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In ‘Chanel’s Riviera,’ it’s wartime and the rich are comfortable — and collaborating

There’s a lively market for stories about World War II that make it seem like a more civilized endeavor than it really was.

After all, it’s fun to read about plucky Brits standing guard over St. Paul’s, American women gamely donning factory overalls and glamorous Parisians insistent that the high life doesn’t have to end with the German occupation. No matter that, in the case of France, much of the population faced starvation and freezing temperatures as resources were siphoned off to Germany, or that Jews and dissidents were forced into hiding as they sought refuge from the Vichy government.

Things get trickier when these stories, as they’re sometimes wont to do, don’t just focus on the fortunate few who continued living chicly, but also imply that there was a particular virtue to doing so. Journalist and biographer Ann de Courcy’s “Chanel’s Riviera: Glamour, Decadence, and Survival in Peace and War, 1930-194,” a sweeping social history of the French coast during the rise of fascism, often risks falling into this trap. Offering an engrossing glimpse of the rarified circles who were able to weather the war in style, de Courcy inadvertently reveals the lack of principle behind their displays of bravado.

De Courcy, author of a number of upper-crust chronicles including “The Husband Hunters” (2018) and “Debs at War: How Wartime Changed Their Lives, 1939-1945” (2005), opens “Chanel’s Riviera” in 1929, as the eponymous fashion designer, Coco Chanel, completes construction of a seaside villa, La Pausa. Commanding views of Monaco on one side and the French-Italian border on the other, La Pausa was staffed with an army of servants to ferry Chanel’s guests to the beach, run their baths and fill their rooms with lilacs. The villa made a chic and convenient background for the intrigues of Chanel’s flamboyant milieu, which, more than Chanel herself, is de Courcy’s real focus. “Chanel’s Riviera” is a snapshot of a world in which Winston Churchill dispensed political commentary while painting by the pool, socialite Enid Furness promenaded outside with her pet cheetah,and Marlene Dietrich juggled simultaneous love affairs with Erich Maria Remarque and Joseph Kennedy.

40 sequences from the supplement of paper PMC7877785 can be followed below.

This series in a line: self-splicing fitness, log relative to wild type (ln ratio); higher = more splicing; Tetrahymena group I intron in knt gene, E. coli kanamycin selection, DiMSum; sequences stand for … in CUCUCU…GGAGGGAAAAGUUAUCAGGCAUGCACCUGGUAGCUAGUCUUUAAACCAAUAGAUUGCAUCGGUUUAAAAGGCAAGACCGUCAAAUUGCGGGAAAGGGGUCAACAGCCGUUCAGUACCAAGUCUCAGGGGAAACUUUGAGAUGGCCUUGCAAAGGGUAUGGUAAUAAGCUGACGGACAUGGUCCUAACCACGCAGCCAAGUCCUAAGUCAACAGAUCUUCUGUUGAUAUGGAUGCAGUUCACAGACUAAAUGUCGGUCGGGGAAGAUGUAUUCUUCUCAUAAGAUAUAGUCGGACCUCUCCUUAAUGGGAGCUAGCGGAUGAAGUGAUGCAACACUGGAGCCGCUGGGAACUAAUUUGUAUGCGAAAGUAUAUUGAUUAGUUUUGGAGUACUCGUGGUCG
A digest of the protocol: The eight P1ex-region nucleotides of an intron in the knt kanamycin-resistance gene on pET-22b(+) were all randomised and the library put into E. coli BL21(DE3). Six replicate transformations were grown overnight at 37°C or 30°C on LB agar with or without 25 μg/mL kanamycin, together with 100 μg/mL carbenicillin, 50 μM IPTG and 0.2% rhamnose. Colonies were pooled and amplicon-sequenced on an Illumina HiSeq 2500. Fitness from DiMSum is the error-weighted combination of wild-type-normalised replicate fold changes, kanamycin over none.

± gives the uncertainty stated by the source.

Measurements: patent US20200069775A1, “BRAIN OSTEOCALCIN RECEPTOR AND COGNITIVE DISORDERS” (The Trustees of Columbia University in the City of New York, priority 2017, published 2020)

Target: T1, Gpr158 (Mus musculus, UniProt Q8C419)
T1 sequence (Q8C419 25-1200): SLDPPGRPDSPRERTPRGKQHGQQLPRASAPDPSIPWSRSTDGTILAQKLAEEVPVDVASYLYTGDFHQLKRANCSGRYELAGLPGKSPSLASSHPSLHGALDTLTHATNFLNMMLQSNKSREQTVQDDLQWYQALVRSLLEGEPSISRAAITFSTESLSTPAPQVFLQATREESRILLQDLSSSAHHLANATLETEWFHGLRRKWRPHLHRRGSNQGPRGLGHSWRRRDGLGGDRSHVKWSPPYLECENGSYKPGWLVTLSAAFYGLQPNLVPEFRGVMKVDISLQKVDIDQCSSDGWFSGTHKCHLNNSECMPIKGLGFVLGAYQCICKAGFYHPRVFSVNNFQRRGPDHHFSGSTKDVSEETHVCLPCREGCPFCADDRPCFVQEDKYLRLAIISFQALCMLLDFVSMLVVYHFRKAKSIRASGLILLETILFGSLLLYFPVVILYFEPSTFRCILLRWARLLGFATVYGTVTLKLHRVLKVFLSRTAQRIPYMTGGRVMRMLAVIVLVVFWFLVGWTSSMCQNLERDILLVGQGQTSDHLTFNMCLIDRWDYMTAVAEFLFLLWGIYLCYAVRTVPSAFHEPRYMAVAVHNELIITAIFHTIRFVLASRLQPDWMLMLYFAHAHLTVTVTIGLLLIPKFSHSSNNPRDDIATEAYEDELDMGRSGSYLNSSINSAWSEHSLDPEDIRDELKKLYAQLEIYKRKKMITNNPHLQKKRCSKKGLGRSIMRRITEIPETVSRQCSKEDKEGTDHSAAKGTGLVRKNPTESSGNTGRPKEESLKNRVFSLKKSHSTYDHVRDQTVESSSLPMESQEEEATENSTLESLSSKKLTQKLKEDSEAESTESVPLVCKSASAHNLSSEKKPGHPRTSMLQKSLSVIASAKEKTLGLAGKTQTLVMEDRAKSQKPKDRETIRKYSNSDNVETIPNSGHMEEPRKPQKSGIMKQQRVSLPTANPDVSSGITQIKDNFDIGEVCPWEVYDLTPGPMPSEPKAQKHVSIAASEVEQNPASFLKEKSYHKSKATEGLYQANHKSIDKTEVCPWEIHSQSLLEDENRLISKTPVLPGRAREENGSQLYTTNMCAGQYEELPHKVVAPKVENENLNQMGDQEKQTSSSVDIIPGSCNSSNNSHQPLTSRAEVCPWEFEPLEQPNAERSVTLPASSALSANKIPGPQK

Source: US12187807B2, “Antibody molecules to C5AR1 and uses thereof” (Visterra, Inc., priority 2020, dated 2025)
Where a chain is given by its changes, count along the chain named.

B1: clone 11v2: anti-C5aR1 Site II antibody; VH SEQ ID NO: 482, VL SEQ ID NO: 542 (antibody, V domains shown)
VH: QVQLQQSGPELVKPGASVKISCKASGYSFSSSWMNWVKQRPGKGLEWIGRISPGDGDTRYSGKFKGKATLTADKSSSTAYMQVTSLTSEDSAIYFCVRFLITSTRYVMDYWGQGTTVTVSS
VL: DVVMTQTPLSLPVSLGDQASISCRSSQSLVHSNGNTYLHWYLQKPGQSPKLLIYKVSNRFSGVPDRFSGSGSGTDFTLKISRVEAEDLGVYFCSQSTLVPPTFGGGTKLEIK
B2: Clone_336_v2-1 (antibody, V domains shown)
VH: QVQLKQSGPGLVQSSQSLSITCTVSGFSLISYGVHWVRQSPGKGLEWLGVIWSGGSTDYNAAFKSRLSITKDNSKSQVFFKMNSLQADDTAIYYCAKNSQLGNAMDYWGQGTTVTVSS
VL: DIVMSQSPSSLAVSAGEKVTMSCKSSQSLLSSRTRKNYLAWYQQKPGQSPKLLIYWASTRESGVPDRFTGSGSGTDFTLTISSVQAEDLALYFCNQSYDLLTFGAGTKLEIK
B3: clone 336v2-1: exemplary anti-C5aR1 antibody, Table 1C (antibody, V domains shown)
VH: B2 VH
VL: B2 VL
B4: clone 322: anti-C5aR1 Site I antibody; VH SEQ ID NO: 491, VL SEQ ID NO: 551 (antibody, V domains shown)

Also part of the set were less well-to-do artists, including Aldous Huxley, D.H. Lawrence and Somerset Maugham, and aristocrats fallen on hard times, like the Duke of Windsor, formerly the King of the United Kingdom, who abdicated the throne in 1936 to marry American divorcée Wallis Simpson. While the Great Depression arrived in France later than America, ramping up in the mid-1930s and threatening the hotels and casinos of the Riviera, the upper class — and those who could rely on their hospitality — remained largely untouched.

Intruding on de Courcy’s breathless descriptions of opulent lifestyles are recurrent instances of classism and anti-Semitism, which de Courcy relays in the way her subjects probably witnessed or propagated them — casually. Cecil Beaton arrived after being sacked by Vogue for sneaking anti-Semitic phrases, including “kike,” into one of his illustrations, and was quickly and merrily welcomed onto a friend’s yacht. (Beaton is also a character in “The Crown,” which also glosses over that episode in its portrayal of him as a puckish royal photographer.) One of the pleasure-seekers philandering their way down the coast was Oswald Mosley, who, although De Courcy doesn’t mention it, was also the founder of the British Union of Fascists and leader of a paramilitary organization modeled on Hitler’s brownshirts. And Chanel herself was, according to de Courcy, “vociferously anti-Semitic,” eager to blame “unpleasant happenings” on Jews even as she counted many of them among her clients and friends. The residents of the Riviera liked to think of themselves as progressive compared to the Germans, whose prudishness extended to a ban on women’s bathing costumes with pants, but xenophobia already thrived among them, waiting to be exploited by their eventual occupiers.